• Amount used by 1 row -> 8 divided by 24 = 0.33g
  • Amount needed for 10 row edging -> 0.33 x 10 = 3.33g
  • Amount needed for cast off (3 rows worth) -> 0.33 x 3 = 0.99g

So here, if I’d worked my 10 repeats of the pattern and I had 15g left, I could work another repeat, which would use 8g, leaving me with 7g. I would need approximately 4.5g for the edging and cast-off (4.32g), so an extra repeat would be possible!



CAUTION! If you’re working a pattern with an increasing stitch count, then each row will use slightly more yarn than the previous row, so it’s important to keep an eye on how much yarn each row is using as you go, and adjusting your plans as necessary.

I hope that’s helpful and means that you feel a bit more confident about making shawls (or other knits) bigger – I can’t recommend a set of jewellery scales enough! If you have any questions then please don’t hesitate to get in touch.


Top 5 Shawl Edging Tips

If you’ve ever been bothered by the way the edge of your shawl looks, then have a little read below: some of these tips might give you a solution!
1. Smooth Garter Stitch >>> Lots of shawls have a garter stitch border, which is great because it stops the edges of the knitting from rolling, but many people aren’t so keen on the bumpy edge that this produces. For a sleeker edge, slip the first stitch of each row purl-wise (as if you were going to purl it) with the yarn in front, then move the yarn to the back of your work (between the needles) to work the rest of the row. This creates an edge stitch that is smoother and looks more like stocking stitch than bumpy garter stitch (have a look at my project page here to see what this looks like).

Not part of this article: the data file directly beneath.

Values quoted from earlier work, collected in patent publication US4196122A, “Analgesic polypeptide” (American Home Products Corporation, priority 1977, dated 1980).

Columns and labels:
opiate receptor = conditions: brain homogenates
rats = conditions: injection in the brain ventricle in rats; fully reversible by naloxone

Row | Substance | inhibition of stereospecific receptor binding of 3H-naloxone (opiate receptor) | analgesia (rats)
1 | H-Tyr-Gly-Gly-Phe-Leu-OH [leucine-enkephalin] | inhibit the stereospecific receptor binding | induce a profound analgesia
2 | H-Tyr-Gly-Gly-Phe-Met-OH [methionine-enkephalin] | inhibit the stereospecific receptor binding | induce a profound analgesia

2. Loosen Up! >>> If you find that the edge of your shawl is a bit tight (when you pull it lengthways it doesn’t have much stretch), then you could work a yarn over in-between the edge stitches on the right-side row, dropping it off the needle on the wrong-side row. For example, if the edge was three stitches wide, work the first stitch, make a yo, then work the other stitches as per the pattern. Then on the wrong side drop the yo off the needles and work the other edge stitches as usual. This helps to create a bit of extra yarn within the edge stitches, thereby making them stretchier.
3. Loosen Up Some More! >>> It’s really easy for i-cord edgings to become tight, since each stitch is only being worked every other row (it is slipped every alternate row). You can use the above method within the i-cord stitches to help loosen off the edge.

4. Carrying That Yarn >>> If you’re knitting a shawl with large stripes (wider than 2-4 rows), then it’s a real pain to have to cut the yarn in-between stripes. Try carrying the non-working yarn up the edge . After working the first stitch of the row, loosely lay the non-working yarn over the top of the working yarn, then continue working the rest of the row. This twists the yarns together and means that the non-working yarn will be carried up the back of your shawl as you work those wide stripes. (See photo above)

5. Carry Some More >>> You can also carry yarn within an i-cord edge, using a similar method as above. Just remember to keep the stitches and yarn pretty loose so that when you come to block your shawl, the i-cord will stretch in a similar way to the ‘body’ of the shawl, and is not restricted by the ‘carried’ yarn pulling tight.

Comment below if you have any more tips for edgings – I’d love to know!

Does Your Yarn Speak To You?

Does your yarn speak to you? Have you ever had a skein tell you what it wants to be? Does it stay in your yarn collection until it knows what it wants to be knitted into? Or perhaps it’s the opposite – sometimes yarn tells you what it doesn’t want to be and that’s what happened with my Bamburgh Shawl design.


I started designing this shawl with a clear idea in my head of what I wanted it to be: a design that involved sections where the yarn was held double, but I couldn’t get it to work. It wasn’t coming out like I’d envisaged. The yarn didn’t want to be that particular shawl – merging the yarns together wasn’t really highlighting the differences between the fluffy mohair and the woolly Cheviot yarn, but rather showing what happened when you put them together.